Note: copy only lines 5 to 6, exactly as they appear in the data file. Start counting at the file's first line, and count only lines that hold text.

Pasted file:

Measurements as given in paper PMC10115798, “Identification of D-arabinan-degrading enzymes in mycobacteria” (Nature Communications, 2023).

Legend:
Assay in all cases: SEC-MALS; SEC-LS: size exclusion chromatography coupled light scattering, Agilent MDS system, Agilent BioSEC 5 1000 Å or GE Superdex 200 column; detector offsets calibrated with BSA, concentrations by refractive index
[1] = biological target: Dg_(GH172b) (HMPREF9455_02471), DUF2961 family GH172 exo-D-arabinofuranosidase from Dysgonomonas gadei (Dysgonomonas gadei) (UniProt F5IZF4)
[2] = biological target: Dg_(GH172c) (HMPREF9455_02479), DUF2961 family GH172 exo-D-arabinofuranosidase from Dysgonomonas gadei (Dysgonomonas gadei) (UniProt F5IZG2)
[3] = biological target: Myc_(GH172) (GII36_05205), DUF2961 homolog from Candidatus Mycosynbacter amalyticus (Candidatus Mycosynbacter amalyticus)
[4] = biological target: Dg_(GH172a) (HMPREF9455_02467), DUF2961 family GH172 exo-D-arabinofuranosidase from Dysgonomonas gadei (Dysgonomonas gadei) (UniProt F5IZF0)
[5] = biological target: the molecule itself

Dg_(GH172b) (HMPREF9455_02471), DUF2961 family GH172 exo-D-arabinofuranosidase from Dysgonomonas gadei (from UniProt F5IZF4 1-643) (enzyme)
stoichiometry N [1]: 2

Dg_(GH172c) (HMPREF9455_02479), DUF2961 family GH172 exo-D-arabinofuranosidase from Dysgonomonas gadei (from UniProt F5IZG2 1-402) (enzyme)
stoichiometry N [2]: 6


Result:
[2] = biological target: Dg_(GH172c) (HMPREF9455_02479), DUF2961 family GH172 exo-D-arabinofuranosidase from Dysgonomonas gadei (Dysgonomonas gadei) (UniProt F5IZG2)
[3] = biological target: Myc_(GH172) (GII36_05205), DUF2961 homolog from Candidatus Mycosynbacter amalyticus (Candidatus Mycosynbacter amalyticus)